The argan tree has created many jobs through the creation of women’s cooperatives. The global argan oil market was 4835.5 tons in 2014 and is expected to reach 19,622.5 tons by 2022 [33].

1.5. Ethnobotany

The first description of the argan tree was made in the 13th century by the Egyptian Doctor Ibn Al-Baytar. It is nicknamed “tree of life”but has several other vernacular names: iron tree, al’argane or more rarely olive tree of Morocco. In 1515, El Hassan ben Mohamed el Wazzani Ezagyati (known as Jean Leon L’africain) described the tree as a spiny species with an oleagineous oil. In 1737, Linne classified the argan tree in the genus Rhammus under the name Sideoxylon spinosun L. In 1819, Roem created the genus Argania with a monotype Argania spinosa, belonging to the Sapotaceae family [34].
Following a fuel crisis in 1917, destruction of thousands of hectares of argan tree was reported [35]. Consequently, the argan tree is now owned by the Moroccan state, where the inhabitants of the region retain the right to crop and benefit from the forest [36].
The argan tree, is a surviving relic species with very hard and heavy red wood used mostly in the manufacture of tools, production of decoratively inlaid boxes, in carpentry and construction materials as well as in the production of coal.Its short trunk allows goats to climb along its branches to feed on its botanical parts (foliage and fruits). The fruit is rich in oil, which is used as an alimentary and for cosmetic or pharmaceutical purposes. Fruits, leaves and the residue of oil extraction (zikmum) are a source of food for fattening animals. Fruit production varies with tree age, density, rainfall, maturity, growing conditions, storage conditions, fertilizer, soil type, season, geographic origin and amount of sunlight exposure. Overall, production of 100 kg of ripe fruit yields 60 kg of dried matter giving approximately 30 kg of dry pulp and 30 kg of hard core.
Etymologically, the name argan comes from the Berber word “arjan” which in the current language has evolved into “Argan” or “arqân”. This term probably derives from “rajnah” which means “stay locked in one fixed place”. Indeed, argan is a native and curiously an endemic tree of Morocco, where it remains confined in a localized area otherwise. However, it has been introduced into the deserts of Israel, Algeria among other world regions.
The word “arqân” shows a transformation language of “arjan”, or by the use of its oil as a cosmetic product, there seems to be a reconciliation of this product to the term “al-arqân” which means in Berber, leaves of l’henna (Lawsonia inernis) which is also used in cosmetics to make hair more beautiful in Morocco, and also as a healing of skin wounds, skin dryness as well as other skin physiological aging symptoms, here there is a common traditional use of l’henna and argan oil.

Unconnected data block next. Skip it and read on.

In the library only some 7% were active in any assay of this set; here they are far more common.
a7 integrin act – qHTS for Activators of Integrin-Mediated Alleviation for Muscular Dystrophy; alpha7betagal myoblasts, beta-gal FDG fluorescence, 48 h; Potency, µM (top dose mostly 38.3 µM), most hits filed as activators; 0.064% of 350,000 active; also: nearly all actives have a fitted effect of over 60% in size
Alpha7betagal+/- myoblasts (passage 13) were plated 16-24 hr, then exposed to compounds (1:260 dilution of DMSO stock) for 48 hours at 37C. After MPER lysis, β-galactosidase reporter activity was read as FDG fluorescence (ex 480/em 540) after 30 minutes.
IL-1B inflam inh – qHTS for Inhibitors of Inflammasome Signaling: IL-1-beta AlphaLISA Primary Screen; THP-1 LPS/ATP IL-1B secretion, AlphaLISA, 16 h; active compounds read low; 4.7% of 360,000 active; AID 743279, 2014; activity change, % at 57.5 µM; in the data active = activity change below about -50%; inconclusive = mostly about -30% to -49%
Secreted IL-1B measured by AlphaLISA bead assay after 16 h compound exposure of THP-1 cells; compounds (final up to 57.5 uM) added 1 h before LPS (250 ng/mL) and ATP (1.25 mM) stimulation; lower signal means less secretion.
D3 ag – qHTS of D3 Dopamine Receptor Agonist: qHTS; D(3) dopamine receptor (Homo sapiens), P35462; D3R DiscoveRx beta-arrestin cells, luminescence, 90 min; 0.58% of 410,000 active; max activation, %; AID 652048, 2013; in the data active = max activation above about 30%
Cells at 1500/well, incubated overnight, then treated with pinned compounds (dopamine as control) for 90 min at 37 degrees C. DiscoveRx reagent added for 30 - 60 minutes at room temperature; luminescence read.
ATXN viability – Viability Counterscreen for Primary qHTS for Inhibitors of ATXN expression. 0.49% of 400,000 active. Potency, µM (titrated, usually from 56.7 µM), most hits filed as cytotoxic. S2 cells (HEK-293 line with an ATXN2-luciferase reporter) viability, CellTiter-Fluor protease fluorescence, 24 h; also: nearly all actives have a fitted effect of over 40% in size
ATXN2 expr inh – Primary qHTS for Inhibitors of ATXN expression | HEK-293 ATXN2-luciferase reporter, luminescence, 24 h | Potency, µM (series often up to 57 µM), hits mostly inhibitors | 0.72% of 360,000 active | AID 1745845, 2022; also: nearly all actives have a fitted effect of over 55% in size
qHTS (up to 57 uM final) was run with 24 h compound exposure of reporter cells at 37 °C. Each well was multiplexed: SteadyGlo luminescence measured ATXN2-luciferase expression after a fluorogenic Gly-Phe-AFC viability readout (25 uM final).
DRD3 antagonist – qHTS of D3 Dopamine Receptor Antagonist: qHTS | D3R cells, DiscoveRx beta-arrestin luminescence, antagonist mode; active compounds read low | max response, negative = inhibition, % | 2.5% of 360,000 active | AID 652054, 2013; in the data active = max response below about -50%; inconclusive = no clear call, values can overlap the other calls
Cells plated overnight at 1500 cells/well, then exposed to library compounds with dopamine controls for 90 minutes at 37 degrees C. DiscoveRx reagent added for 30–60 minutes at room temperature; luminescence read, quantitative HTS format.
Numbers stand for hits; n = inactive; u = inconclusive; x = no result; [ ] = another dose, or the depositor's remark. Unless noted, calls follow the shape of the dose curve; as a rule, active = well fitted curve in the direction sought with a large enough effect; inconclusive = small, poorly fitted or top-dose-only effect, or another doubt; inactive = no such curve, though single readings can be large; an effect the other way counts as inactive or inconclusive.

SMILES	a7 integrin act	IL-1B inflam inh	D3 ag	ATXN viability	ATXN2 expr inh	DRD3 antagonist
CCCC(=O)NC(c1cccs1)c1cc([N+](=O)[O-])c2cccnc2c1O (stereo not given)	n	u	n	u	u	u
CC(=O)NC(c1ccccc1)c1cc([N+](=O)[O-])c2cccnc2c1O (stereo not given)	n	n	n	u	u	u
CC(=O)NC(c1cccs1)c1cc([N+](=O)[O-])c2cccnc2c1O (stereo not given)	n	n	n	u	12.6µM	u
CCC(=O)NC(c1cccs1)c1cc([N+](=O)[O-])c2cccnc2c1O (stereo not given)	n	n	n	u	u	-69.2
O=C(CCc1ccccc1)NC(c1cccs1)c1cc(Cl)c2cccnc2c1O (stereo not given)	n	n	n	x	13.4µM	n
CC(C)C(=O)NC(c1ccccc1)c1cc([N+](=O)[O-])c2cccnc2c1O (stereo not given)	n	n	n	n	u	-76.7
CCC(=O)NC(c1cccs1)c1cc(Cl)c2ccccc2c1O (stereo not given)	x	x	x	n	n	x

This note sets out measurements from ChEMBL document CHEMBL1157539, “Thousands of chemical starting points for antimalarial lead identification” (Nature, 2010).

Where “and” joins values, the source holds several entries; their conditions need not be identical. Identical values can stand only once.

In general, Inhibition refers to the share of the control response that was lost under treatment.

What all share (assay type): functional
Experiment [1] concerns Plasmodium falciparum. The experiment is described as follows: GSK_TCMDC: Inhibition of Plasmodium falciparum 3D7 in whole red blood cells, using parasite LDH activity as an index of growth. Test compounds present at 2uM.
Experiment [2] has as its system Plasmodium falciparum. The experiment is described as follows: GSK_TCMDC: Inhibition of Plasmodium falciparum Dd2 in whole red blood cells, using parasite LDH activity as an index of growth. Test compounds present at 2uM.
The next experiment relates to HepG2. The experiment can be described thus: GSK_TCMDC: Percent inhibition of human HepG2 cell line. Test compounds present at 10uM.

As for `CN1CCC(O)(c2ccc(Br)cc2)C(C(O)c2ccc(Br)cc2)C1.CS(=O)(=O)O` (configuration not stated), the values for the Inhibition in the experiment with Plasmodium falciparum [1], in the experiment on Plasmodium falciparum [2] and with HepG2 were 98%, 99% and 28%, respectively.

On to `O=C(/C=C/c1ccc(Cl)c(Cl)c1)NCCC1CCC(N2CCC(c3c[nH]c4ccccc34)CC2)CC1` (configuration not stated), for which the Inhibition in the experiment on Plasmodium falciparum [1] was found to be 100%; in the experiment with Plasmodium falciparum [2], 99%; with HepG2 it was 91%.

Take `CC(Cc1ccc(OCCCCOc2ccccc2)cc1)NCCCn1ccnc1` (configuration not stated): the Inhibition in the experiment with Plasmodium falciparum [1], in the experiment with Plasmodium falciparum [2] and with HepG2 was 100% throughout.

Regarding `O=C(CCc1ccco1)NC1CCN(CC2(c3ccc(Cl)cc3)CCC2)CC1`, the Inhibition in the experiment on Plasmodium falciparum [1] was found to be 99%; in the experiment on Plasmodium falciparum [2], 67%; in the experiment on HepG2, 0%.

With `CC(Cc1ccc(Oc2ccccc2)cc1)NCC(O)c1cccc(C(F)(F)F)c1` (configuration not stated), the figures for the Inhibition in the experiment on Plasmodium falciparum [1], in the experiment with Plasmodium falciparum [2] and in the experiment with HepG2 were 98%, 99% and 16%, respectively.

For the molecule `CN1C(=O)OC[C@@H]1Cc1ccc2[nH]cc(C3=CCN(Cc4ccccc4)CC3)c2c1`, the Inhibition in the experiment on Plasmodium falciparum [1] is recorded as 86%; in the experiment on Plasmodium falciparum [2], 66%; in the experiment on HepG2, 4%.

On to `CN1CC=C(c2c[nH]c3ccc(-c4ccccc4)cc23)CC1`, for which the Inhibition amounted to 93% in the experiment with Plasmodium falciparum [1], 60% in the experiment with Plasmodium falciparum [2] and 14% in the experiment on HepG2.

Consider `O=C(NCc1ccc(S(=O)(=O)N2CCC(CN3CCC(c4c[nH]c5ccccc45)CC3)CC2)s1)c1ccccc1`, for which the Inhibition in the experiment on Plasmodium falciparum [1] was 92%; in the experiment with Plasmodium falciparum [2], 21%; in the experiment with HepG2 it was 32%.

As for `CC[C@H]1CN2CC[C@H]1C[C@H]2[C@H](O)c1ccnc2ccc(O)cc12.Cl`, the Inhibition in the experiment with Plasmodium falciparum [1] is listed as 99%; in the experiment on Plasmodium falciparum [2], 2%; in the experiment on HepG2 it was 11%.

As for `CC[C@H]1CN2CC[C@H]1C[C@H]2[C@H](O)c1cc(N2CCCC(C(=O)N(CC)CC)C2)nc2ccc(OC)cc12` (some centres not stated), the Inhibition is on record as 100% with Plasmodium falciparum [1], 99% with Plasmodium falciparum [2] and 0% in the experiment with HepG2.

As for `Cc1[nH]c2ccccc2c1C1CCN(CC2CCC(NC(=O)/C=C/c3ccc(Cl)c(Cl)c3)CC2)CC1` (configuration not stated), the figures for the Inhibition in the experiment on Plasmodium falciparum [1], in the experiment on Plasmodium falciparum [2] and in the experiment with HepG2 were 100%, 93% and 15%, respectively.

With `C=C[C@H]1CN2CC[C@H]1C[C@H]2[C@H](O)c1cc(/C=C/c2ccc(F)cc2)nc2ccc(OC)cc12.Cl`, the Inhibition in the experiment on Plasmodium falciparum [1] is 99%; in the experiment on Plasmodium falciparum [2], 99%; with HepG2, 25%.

The argan tree is a typical example of ethnobotany based on three main components: a tree, man and goat (=“arad”, for the male and “o’tatat”for the female). For the local population, the arganeraie domain is divided into temporary enclosures (=“akal”), in which local populations work during the summer harvest season only (personal Information).
The oil is beneficial against deafness and chronic earache. To tighten the abdomen, it is given in doses of one drachma; it is also traditionally used in anointing the hair, in the treatment of dry and wrinkled skin, against acne, chapped skin and burns, juvenile acne, eczema, varicella or dermatoses and to prevent stretch marks in pregnant women. In addition, it is used in the preparation of “almandaq”, a food tonic made with semolina, barley and argan oil for children especially.
In addition, the oil is used in aphrodisiac preparations such as in the preparation of “AMLO” or “âmlû”which is a mixture of toasted and ground almonds and argan oil, or for the preparation of “Bsis”, a mixture of barley flour, honey and argan oil which is considered among the inhabitants as a means of fortifying food.
Moreover, it is used extensively in culinary preparations especially in the South of Essaouira which prepares the so-called “taguramt”, consisting of argan oil, bread, smoked meat (=“HLI”), honey and butter.
Other ethnopharmacological data include treatment against rheumatism, blood circulation problems as well as the treatment of Moroccan patients with atherosclerotic disease and high blood cholesterol.